Don’t Be Right — Be Effective

Shouting never helps.

Is it me, or is everybody getting a bit overwrought these days? Election rhetoric tends to cause a certain degree of national divisiveness, but this year it is compounded by the added stress of pandemic concerns, economic woes, and social justice issues. Everything seems to be subject to debate, even such former “givens” as whether or not our kids should go to school. We’ve somehow lost the ability to engage in civil discourse; the simplest disagreements can provoke rage.

There is plenty of misunderstanding to go around and not enough empathy. No one was ever convinced to listen to a differing opinion when it’s being shouted at them. In fact, most opinions are grounded in our emotions — and an appeal to logic is wasted. People don’t like how they feel in confrontational situations. Arguments don’t lead to understanding. That’s why, as people of influence within our community, our businesses, and our families, we have an obligation to take the high road.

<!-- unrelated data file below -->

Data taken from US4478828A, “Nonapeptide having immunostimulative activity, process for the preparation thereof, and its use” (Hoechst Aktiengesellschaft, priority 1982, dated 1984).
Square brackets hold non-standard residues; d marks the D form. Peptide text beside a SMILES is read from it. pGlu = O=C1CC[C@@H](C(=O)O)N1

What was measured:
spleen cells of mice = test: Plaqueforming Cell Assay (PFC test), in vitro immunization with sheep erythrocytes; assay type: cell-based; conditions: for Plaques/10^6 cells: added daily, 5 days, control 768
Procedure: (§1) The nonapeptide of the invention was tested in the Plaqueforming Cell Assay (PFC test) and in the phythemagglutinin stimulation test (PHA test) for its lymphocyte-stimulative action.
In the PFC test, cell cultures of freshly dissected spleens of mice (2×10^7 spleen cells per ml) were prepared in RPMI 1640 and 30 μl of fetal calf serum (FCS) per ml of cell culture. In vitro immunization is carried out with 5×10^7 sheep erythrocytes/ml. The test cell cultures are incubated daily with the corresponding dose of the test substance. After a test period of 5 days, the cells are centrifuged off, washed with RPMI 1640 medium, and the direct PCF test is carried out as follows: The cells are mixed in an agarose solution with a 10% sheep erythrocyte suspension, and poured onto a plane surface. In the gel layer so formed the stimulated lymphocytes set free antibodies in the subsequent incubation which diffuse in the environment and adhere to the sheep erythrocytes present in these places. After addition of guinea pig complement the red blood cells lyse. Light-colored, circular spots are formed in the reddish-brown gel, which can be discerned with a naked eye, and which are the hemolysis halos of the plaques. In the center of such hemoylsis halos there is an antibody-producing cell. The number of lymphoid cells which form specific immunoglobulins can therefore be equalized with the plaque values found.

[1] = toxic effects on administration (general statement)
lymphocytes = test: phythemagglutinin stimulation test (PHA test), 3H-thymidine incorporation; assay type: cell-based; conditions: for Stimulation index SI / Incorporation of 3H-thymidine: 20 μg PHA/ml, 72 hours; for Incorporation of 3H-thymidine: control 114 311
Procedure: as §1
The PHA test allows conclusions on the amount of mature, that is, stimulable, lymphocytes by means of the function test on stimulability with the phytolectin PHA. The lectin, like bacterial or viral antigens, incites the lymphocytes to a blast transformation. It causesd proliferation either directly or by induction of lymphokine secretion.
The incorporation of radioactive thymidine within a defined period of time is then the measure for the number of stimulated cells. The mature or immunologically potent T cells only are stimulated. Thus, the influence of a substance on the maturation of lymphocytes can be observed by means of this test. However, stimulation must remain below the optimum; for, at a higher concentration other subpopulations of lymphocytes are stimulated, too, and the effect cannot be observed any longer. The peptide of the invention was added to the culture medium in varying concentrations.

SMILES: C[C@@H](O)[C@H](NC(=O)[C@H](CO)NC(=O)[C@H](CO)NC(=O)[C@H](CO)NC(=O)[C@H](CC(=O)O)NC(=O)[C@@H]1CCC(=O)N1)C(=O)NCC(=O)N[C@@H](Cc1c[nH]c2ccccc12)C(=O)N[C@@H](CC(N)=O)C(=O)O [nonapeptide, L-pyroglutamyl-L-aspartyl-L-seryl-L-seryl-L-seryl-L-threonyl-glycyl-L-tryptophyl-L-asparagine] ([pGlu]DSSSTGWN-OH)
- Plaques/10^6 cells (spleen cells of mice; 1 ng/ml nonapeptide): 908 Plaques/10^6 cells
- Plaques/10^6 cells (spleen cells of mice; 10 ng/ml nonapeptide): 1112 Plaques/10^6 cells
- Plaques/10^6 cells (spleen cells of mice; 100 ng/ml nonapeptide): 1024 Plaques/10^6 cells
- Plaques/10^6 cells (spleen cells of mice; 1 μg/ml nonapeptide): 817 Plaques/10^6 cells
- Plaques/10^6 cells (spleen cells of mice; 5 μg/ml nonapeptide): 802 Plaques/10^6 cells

Don’t worry about being right — worry about being effective. Work toward unity. Act with integrity. Focus on common goals. Be productive. Inspire other people to do the same. This is the only way we can move forward as a country, a society, and an industry.
There are only two ways to deal with a landmine — you can set it off, or you can quietly, patiently, carefully dig it out and defuse it.

It it’s time to come together. The first move is yours.

Getting Back on the Bike

It’s what we do after we fall that matters.

The other day, attached to an email from an old family friend, was a video — an old home movie shot on a spring day, probably on Super 8, with no audio. It shows a little boy on a big new bike. His mom gives him a shove and he pedals a confident loop around the front yard. But, when he stops, his legs can’t reach the ground, and he falls hard, with the bike on top of him. He looks at his mom, shakes it off, and walks the bike back to try again. The banana seat comes up to his ribs, and he has to use the porch step to climb back on. The next fall isn’t as hard. Soon, he’s riding like an old pro.

I haven’t thought about that bicycle in years, but the video brought it all back. It was a beauty. When I pedaled really hard, the handlebar streamers fluttered out and I imagined I was flying. I don’t really remember falling down, but I do remember worrying that I would. I was afraid I couldn’t learn to ride that gorgeous bike. And I remember my mom assuring me that I could.